Riyadh may be down, but it would be premature to count it out. After all, should Hillary Clinton enter the White House, who knows what might she not do for “Israel’s security”. Her email released by Wikileaks confirmed that the Obama administration had deliberately provoked the civil war in Syria as “the best way to help Israel”.
In an earlier email, she said: “The best way to help Israel deal with Iran’s growing nuclear capability is to help the people of Syria overthrow the regime of Bashar Assad.”
“Overthrowing Bashar Assad” was the one point theme former Saudi spy chief Prince Bandar bin Sultan had been instructed by the late King Abdullah to pursue. Typical of Prince Bandar’s style of diplomacy, he turned up at the Kremlin on a secret mission. He promised Putin a “terror-free” Sochi Olympic games if only he could have Assad’s head on a platter. Bandar was sidelined because he could not deliver on Syria.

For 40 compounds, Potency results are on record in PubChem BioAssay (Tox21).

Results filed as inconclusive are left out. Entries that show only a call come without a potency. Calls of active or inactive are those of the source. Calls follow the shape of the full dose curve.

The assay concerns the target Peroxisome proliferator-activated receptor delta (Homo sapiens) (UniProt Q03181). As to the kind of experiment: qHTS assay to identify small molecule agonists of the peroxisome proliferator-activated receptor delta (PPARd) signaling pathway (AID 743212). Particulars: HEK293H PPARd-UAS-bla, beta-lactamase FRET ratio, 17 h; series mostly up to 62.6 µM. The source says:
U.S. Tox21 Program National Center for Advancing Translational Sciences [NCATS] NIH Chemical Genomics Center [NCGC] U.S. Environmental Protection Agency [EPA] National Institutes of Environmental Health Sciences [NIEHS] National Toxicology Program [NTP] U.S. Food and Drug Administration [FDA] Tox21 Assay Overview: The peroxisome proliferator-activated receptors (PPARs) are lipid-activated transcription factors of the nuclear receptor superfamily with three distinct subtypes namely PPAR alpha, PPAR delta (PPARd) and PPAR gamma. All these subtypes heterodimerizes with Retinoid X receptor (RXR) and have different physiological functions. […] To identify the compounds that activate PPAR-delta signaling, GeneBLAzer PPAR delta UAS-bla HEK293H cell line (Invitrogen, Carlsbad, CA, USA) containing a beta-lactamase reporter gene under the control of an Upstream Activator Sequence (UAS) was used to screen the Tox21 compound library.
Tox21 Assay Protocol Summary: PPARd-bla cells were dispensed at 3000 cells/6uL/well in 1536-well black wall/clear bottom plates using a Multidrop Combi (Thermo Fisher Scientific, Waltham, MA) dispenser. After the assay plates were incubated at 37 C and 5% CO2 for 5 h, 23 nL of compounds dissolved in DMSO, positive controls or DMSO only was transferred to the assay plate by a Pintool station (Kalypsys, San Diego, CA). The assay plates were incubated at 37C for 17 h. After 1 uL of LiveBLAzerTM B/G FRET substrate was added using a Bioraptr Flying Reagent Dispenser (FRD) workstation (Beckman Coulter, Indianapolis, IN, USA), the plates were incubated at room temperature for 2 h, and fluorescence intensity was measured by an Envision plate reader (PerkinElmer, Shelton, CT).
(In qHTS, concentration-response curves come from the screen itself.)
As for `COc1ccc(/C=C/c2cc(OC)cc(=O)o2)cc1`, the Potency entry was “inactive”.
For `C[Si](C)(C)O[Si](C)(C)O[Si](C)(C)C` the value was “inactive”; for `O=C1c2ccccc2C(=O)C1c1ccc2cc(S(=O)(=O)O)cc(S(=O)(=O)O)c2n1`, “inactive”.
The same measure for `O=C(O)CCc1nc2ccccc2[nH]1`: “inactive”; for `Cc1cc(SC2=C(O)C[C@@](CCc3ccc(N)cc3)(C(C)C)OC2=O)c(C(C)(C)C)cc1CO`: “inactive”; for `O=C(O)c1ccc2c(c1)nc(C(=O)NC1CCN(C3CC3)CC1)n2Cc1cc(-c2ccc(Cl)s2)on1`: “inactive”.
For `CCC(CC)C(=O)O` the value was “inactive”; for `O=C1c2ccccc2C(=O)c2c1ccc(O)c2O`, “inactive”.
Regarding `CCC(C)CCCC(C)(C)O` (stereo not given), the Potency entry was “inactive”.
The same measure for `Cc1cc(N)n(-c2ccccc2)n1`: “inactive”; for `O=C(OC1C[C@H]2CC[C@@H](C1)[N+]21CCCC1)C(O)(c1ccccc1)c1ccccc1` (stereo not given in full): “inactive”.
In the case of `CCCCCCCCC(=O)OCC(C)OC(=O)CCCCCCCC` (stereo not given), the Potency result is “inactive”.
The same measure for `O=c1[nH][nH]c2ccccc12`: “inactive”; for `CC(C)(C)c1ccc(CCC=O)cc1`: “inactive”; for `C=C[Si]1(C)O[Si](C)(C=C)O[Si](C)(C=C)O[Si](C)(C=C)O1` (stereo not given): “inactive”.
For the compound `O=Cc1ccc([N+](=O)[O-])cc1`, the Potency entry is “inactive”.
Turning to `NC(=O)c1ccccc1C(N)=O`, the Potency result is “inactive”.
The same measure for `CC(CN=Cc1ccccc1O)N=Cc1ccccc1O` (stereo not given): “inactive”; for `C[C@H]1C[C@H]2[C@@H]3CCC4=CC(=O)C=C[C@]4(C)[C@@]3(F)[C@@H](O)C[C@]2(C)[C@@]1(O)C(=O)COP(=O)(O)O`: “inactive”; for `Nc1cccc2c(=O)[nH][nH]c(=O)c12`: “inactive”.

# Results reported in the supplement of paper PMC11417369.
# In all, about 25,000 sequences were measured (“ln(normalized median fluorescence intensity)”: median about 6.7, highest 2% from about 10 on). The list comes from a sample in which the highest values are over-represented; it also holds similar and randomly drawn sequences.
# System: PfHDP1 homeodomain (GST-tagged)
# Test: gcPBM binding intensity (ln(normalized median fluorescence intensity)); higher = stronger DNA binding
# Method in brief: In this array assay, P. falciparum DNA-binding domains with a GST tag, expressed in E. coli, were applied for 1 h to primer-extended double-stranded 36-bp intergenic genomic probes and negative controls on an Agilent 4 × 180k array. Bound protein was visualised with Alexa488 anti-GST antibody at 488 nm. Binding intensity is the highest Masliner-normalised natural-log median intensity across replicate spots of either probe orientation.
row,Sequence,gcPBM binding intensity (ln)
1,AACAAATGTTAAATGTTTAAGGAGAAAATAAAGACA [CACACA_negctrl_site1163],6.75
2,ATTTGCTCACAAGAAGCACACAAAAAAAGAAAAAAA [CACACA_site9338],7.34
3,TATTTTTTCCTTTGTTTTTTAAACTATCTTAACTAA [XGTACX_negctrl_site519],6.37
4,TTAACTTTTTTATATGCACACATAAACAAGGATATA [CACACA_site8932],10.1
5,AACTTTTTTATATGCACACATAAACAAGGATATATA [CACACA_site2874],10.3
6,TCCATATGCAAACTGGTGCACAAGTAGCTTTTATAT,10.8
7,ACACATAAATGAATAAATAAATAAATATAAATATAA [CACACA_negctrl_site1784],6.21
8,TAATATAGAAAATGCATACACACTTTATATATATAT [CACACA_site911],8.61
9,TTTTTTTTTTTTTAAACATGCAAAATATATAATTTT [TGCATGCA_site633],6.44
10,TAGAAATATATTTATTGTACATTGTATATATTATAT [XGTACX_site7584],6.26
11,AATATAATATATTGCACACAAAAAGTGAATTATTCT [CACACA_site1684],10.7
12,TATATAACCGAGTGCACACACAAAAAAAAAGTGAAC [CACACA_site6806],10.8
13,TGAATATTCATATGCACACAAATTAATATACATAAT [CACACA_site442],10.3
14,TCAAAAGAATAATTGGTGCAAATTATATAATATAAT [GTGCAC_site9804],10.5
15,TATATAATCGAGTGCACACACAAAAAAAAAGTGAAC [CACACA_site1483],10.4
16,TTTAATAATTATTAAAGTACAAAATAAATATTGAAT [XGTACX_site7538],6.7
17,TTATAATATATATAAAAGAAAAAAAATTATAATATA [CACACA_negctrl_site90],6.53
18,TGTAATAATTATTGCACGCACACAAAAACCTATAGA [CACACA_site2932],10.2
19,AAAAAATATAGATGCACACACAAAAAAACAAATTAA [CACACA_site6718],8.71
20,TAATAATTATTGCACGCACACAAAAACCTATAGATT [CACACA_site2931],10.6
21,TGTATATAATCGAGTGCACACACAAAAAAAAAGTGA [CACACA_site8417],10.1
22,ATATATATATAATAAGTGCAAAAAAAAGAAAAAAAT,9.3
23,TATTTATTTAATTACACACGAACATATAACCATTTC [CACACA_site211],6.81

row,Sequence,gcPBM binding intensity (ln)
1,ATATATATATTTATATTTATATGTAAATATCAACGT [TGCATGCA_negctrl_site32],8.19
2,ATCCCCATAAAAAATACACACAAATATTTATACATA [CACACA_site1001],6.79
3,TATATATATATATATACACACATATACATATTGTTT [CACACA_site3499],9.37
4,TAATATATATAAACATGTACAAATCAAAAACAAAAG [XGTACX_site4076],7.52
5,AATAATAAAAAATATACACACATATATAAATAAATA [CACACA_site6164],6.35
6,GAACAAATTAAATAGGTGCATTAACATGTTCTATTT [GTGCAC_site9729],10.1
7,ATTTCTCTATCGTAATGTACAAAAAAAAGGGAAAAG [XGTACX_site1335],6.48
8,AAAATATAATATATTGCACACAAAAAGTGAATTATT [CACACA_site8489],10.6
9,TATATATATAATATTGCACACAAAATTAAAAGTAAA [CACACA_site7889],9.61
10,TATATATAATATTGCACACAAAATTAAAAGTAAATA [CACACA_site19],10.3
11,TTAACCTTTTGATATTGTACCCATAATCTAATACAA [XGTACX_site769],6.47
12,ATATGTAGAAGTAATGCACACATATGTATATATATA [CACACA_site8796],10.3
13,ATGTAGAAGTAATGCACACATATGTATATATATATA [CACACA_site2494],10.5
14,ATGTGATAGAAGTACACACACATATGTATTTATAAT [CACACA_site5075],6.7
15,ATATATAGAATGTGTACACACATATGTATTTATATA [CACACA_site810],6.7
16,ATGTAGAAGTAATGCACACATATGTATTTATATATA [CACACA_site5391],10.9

So long as the Israeli military point of view is part of Western strategic thinking, a regime change in Damascus must re-surface as a Washington priority, should Hillary Clinton win.
Such an operation would require coordination with the Saudis as well. In other words, the current nosedive in Saudi saliency maybe quite as dramatically arrested. Zakir Naik’s protectors in Riyadh may yet be able to stiffen their sinews and summon up the blood. Good for Naik. Also, Delhi will then have to place Bangladesh Prime Minister Sheikh Hasina’s concerns in the balance. Apparently, Naik’s evangelical mesmerism is causing concerns in Dhaka where acts of terror have picked up in frequency, allegedly influenced by his eloquence. (IANS)